C# String Interpolation (New Way)

C# 6.0 introduced string interpolation which provides another option on how to insert variable values into a string. Now you can insert one or more expressions directly in the string literal just by adding the $ prefix to output the result in a nicely formatted manner. Interpolated strings are more readable and less error-prone than any other previous methods of formatting strings.

C# String Interpolation Format

The following example uses string interpolation to create the string result using the $ prefix. A string with a $ sign can use curly braces {…} around the name of a variable to output the value assigned to it at that position in the string. Without the leading $ symbol, the string {…} would be treated as a string literal.

int a = 2;
int b = 5;

string result = $"Addition of {a} + {b} is {a + b}"; // string interpolation

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Type Conversion

Conversion of one type to another is called type conversion. There are two conversion mechanisms supported by C#:

Implicit Type Conversion (Hidden)

If one type is converted into another type automatically by the CLR, it’s called implicit type conversion. No special casting syntax is required, and no data is lost during implicit conversion.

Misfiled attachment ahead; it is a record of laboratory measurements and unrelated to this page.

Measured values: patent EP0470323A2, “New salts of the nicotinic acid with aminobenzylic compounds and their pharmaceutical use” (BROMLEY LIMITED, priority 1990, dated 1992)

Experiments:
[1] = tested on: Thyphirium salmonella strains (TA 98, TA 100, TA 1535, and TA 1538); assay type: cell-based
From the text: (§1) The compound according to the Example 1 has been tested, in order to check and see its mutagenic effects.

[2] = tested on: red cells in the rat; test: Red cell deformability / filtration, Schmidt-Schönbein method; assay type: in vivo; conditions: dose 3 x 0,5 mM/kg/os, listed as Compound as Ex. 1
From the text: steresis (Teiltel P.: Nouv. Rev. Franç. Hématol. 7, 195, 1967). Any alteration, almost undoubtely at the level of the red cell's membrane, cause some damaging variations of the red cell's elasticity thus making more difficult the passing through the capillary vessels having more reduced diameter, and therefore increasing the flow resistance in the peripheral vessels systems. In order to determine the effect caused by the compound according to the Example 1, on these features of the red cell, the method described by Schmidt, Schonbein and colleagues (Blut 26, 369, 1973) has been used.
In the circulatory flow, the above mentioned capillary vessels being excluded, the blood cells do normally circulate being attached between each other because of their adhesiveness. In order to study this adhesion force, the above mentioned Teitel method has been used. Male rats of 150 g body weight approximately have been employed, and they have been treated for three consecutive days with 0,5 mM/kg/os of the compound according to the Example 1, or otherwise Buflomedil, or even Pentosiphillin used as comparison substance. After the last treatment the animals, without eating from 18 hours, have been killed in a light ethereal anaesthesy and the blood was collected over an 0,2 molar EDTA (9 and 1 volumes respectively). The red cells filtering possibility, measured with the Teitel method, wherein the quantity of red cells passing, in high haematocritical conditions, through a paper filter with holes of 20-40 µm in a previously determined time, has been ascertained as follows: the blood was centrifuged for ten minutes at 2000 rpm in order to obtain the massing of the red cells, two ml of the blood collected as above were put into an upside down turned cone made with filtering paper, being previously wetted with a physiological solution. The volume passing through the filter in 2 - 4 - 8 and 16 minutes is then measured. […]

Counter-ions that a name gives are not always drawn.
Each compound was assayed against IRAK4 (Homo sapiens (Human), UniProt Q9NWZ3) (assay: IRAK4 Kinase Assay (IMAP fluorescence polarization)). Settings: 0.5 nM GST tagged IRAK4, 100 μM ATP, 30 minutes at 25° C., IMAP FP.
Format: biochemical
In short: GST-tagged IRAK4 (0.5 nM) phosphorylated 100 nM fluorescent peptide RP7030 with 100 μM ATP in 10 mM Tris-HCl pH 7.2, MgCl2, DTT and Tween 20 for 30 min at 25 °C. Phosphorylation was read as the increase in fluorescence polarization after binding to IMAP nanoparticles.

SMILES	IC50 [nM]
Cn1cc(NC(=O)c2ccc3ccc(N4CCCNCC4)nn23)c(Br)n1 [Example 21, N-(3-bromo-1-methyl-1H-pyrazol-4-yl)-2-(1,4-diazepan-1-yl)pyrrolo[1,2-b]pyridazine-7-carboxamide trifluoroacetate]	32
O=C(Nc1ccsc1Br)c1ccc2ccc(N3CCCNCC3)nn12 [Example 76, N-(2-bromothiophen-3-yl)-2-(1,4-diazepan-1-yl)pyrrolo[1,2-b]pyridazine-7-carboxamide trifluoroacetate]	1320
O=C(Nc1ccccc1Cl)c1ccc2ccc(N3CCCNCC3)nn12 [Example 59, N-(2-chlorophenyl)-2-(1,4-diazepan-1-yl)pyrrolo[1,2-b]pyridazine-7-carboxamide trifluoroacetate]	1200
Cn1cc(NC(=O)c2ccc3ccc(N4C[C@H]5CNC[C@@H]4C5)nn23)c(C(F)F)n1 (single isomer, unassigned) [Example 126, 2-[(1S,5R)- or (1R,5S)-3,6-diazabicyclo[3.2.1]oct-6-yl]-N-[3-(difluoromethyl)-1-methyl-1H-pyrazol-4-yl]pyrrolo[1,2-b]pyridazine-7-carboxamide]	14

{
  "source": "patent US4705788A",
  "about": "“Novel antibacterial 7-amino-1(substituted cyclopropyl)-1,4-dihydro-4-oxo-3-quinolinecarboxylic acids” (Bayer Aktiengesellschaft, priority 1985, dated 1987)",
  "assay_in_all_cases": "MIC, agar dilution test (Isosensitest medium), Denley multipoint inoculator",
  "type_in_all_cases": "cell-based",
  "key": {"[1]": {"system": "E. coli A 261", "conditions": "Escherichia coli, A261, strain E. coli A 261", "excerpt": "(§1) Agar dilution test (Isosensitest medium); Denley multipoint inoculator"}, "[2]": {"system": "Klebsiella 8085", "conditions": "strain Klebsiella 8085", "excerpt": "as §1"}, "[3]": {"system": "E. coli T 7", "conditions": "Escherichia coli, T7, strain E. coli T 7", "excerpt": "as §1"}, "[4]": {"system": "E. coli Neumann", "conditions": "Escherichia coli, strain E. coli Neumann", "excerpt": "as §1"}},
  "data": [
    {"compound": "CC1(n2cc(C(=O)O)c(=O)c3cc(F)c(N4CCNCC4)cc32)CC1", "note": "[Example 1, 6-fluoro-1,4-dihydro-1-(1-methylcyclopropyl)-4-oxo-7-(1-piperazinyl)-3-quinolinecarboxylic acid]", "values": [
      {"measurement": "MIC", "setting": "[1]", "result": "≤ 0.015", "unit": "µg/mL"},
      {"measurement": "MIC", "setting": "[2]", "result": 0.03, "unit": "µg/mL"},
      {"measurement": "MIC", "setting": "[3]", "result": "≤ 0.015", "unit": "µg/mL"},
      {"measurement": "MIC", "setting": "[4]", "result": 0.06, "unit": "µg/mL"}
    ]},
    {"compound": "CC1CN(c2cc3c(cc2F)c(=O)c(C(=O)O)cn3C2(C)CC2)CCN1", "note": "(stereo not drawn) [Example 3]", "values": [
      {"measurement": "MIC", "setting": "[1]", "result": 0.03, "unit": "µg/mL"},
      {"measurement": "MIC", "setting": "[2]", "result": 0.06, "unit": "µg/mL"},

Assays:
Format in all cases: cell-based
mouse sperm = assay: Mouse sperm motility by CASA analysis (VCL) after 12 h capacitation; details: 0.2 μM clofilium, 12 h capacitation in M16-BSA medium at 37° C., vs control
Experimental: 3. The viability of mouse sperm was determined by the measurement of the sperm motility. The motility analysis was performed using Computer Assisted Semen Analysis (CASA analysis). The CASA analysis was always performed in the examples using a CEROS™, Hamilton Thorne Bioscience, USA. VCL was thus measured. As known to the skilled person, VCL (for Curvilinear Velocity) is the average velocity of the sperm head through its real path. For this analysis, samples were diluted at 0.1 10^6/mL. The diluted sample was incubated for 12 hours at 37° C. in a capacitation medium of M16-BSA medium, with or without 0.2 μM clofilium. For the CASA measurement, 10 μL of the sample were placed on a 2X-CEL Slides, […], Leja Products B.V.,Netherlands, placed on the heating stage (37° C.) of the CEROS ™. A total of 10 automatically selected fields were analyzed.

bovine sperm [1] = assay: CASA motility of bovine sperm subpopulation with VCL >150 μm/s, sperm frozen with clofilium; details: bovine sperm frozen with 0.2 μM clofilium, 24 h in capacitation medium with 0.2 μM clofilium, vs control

C# performs implicit data type conversion when types are compatible, and the compiler knows the conversion is safe. For example, the following code declares an int variable and set its value equal to 100. Because an int can always fit in a double, C# knows this is safe and doesn’t complain.

int i = 786;
double d = i; // Implicit casting from int to double

int i = 57;
// automatic type conversion
long l = i;
float f = l;

char i = '0';
int d = i;

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Explicit Type Conversion (Cast)

Explicit conversion is required when the data cannot convert from one simple-type to another automatically by the compiler or when conversion may change the value by producing an incorrect result due to the possible loss of data (narrowing conversions). To prevent a compilation error, the compiler requires you to use a cast operator to perform the type conversion.